You can barely scratch the surface of Detroit in 24 hours, but that doesn’t mean you can’t have one hell of a day. There will be world famous art, music, architecture, food and drink along the way, so what’s not to love?
There’s a lot to fit in, so get started early. And what better way to prepare for a big day than with a large breakfast? Head to The Hudson Cafe, which has got you covered. This famous breakfast joint opens at 8 am, serving up delicious sweet and savory options such as pancakes, waffles, French toast, and eggs benedict.
Once you’re suitably full, take a stroll down Woodward Avenue to check out some of Detroit’s finest architecture. The Guardian Building and Penobscot Building are two of the best examples of Art Deco architecture in the world, and the former’s incredible Native American-influenced lobby has been amazingly preserved.
Next, it’s time to jump on the People Mover, the city’s elevated light-rail system, for a quick zip around Downtown. There are 13 stops, and a ride only costs 75 cents, so it’s a good way to get a sense of Downtown.
Now it’s time to “Get Ready” as you’re going north to New Center to find out “What’s Going On” with a trip to Hitsville U.S.A., the museum dedicated to one of the world’s greatest record labels. A trip to the Motown Museum is a joyous journey around the building that was once the residence of Berry Gordy and Motown Records, housing the recording studios where some of the greatest music of all time was recorded. The energy and enthusiasm of the tour guides are infectious, and you’ll be “Dancing in the Street” by the time you leave.
It’s about time to eat again, so head down the Cass Corridor to Avalon International Breads, which bakes its own delicious bread and pastries using locally sourced, organic ingredients. As well as a tasty sandwich, salad or sweet treat, you’ll be contributing to the sustainable growth of the local community, of which Avalon is a key leader.
Spend the afternoon soaking up Detroit’s art scene with a visit to the Heidelberg Project, Tyree Guyton’s unique community art project, which makes art out of recycled materials and found objects recovered from the city’s streets in order to improve the fortunes of the neighborhood. Follow that by heading to the Detroit Institute of Arts, undoubtedly one of America’s great art museums, to see famous works including Diego Rivera’s Detroit Industry fresco cycle and Vincent van Gogh’s Self-Portrait. A good look around takes a few hours.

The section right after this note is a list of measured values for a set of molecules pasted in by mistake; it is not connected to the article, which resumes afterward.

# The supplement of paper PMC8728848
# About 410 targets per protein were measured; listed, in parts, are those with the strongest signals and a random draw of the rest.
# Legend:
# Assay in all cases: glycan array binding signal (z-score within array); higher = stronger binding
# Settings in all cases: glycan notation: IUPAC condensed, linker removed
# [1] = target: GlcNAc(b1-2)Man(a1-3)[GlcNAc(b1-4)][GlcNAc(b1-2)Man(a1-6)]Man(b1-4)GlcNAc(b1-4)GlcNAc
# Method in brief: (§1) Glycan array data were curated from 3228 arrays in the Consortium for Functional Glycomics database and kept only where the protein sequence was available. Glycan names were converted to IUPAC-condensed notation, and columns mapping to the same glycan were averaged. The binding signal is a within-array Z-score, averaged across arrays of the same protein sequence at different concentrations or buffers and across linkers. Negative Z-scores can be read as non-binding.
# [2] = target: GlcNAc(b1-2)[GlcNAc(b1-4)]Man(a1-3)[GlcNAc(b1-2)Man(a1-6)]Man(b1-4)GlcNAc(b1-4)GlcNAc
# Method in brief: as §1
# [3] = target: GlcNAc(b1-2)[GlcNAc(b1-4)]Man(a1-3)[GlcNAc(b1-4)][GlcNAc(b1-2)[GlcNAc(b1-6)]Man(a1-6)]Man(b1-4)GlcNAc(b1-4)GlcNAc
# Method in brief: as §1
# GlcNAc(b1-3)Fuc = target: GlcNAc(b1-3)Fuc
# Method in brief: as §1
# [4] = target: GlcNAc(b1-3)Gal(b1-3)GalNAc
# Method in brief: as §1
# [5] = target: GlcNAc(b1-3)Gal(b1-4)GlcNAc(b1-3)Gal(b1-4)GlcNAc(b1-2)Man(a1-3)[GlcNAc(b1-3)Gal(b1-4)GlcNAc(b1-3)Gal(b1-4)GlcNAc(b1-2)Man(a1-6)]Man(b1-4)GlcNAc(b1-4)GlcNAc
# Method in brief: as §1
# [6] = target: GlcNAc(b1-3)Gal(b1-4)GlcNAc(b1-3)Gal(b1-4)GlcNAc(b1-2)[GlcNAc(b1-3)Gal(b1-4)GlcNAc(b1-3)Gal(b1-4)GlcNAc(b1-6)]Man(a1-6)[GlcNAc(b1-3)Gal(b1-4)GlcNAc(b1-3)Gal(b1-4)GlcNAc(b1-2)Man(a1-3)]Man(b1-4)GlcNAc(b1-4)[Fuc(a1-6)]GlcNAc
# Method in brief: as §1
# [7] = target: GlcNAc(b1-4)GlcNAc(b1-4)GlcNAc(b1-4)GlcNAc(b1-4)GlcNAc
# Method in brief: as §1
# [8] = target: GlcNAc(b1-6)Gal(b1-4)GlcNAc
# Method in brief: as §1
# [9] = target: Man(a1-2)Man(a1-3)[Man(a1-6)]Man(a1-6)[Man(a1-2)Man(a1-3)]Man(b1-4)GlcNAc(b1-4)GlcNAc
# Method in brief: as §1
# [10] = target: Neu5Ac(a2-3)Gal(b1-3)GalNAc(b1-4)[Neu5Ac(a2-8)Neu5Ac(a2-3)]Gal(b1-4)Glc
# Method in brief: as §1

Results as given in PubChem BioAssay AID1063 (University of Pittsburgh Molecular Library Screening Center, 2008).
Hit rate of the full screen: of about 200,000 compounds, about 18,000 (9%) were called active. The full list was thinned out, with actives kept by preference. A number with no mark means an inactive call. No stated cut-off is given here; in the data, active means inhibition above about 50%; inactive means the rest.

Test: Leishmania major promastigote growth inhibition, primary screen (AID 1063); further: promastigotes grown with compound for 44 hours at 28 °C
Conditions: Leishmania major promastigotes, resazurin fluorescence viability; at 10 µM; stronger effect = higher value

For dinner and drinks, experience the city’s great craft brewery scene at Batch Brewing Company, where the food is as highly rated as the beer. Try one of the bolillos and match it with your favorite style of beer from the 18 brews on tap.
What better way to spend an evening in Detroit than with some live music. There are many great live music venues, and at opposite ends of the spectrum are the Old Miami and the Fox Theatre, one perhaps the most excellent dive bar in the city and the other a beautiful old theater dating back to the city’s golden age. Both have live music most nights, so check the listings before you go.
The day may be over, but the night sure isn’t. Detroit is a late-night town, and it’s time to eat again. No night out in Detroit would be complete without a late-night Coney Island, the city’s signature chili dog. Head to Lafayette Boulevard where you can choose between the two oldest Coney joints in the city. Whether you choose Lafayette Coney Island or American Coney Island, you’ll be enjoying an authentic Detroit experience.
Still got some room? Dutch Girl Donuts is open 24 hours a day for a late-night sweet treat.